Third would be things like comorbidities. So, each of these drugs has specific side effects, and some of them also have drug interactions. For the backbone of chemotherapy that we start with, it’s usually oxaliplatin-based or irinotecan-based. Oxaliplatin tends to cause neuropathy. So, if we have a patient who, for instance, is diabetic and has diabetic neuropathy or some other history of neuropathy, then you’re going to think about starting with an irinotecan-based regimen so you’re not getting that neuropathy—or, if the patient has an occupation, for instance, or something that’s important to them that requires fine motor movement. So, if they tell you “I’m a pilot” or “I’m a musician” or “I’m an artist,” if they get numbing of the fingertips or toes, that’s going to really affect their profession and quality of life. That’s something important, as well.

Other patients have different feelings about their appearance. Irinotecan, for instance, tends to cause more hair loss. So, I’ve had patients who were counselors or psychologists or what have you where they have a lot of face-to-face interaction, and they don’t like to have that hair loss as part of their side effect profile. Irinotecan also tends to cause more diarrhea, so that can be another consideration. As you’re thinking through those things and discussing with the patient, those are some of the considerations.

And finally, irinotecan tends to have more in the way of drug interactions, and so it’s important to run through herbal medicines, such as St. John’s wort, and other medications that can have drug interactions with irinotecan. Additionally, these are metabolized and excreted by different routes. So, irinotecan is quite dependent on liver function, whereas oxaliplatin is quite dependent on kidney function. If you have dysfunction in either one of those organs, you might decide to go one route or the other.

It turns out that in the United States, roughly two-thirds or so use an oxaliplatin-based regimen, but there are people who believe strongly in one or the other, and I think whatever people are comfortable with after that conversation with a patient would be reasonable.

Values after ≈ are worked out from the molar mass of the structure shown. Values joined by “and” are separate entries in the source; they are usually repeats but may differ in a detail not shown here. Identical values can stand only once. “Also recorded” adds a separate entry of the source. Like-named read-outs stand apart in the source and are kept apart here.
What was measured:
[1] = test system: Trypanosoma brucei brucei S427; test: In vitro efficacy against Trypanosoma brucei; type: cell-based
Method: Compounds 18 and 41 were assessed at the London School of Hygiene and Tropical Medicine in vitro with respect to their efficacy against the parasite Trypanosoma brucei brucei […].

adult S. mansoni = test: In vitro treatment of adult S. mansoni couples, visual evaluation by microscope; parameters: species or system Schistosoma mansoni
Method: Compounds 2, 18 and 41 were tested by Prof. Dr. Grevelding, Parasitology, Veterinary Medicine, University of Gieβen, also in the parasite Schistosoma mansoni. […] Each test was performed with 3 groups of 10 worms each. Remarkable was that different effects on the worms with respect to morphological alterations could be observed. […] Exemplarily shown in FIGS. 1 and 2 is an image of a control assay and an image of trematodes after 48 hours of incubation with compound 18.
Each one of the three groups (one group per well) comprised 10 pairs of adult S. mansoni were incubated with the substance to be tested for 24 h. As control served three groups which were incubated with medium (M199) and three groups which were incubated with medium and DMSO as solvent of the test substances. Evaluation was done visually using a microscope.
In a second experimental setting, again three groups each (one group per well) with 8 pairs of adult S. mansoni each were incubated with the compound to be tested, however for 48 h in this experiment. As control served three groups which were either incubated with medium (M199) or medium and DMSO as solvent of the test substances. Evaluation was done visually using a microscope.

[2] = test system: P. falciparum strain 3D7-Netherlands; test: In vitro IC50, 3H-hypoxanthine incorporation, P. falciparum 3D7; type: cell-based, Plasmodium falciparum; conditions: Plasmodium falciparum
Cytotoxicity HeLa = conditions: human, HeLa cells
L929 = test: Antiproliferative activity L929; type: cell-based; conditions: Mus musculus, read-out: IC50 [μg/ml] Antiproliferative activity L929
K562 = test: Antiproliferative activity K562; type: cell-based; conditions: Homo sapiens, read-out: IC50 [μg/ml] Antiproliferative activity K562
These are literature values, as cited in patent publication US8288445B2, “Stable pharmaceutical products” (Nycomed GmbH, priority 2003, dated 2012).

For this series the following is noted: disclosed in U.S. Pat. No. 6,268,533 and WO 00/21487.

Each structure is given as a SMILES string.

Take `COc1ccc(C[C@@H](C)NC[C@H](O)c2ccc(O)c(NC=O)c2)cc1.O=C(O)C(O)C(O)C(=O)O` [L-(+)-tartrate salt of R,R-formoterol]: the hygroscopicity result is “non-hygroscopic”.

Transcript edited for clarity.


Progression of Left-Sided mCRC

February 2016

  • A 66-year-old man reported with constipation, bloating, abdominal pain and weight loss of 12 pounds in 2 months
  • PMH: mild hypertension, well-controlled on CCB
  • Lab evaluation: Grade 2 anemia (Hb 9.2 g/dL)
  • Colonoscopy revealed a7-cm mass in sigmoid colon
  • CEA, 80 ng/mL
  • The patient underwent sigmoid colectomy
  • Pathology: undifferentiated adenocarcinoma tumor invading through muscularis propria and extending into the pericolorectal tissue;
    • Biopsy: 7of 12 resected nodes positive
    • Molecular testing:KRASmutation in codon 12 of exon 2; microsatellite stable
  • CT scan showed several lesions in both lobes of the liver, measuring up to 17 mm in diameter, and 3 small lesions (<6 mm) in the left lower pulmonary lobe
  • Diagnosis: Stage 4 colorectal cancer
  • The patient received systemic therapy with FOLFOX + bevacizumab; therapy was well-tolerated
  • The patient was continued on bevacizumab maintenance

February 2017

  • One year after starting therapy, the patient complained of nausea and fatigue
  • CT of the chest, abdomen, and pelvis showed progression in three of the liver lesions and one lesion in the right pulmonary lobe
  • The patient was started on FOLFIRI and continued bevacizumab

January 2018

  • Eleven months later, CEA level rose significantly
  • Follow-up CT showed progressive disease in the lung and liver
  • The patient is interested in knowing his options at this stage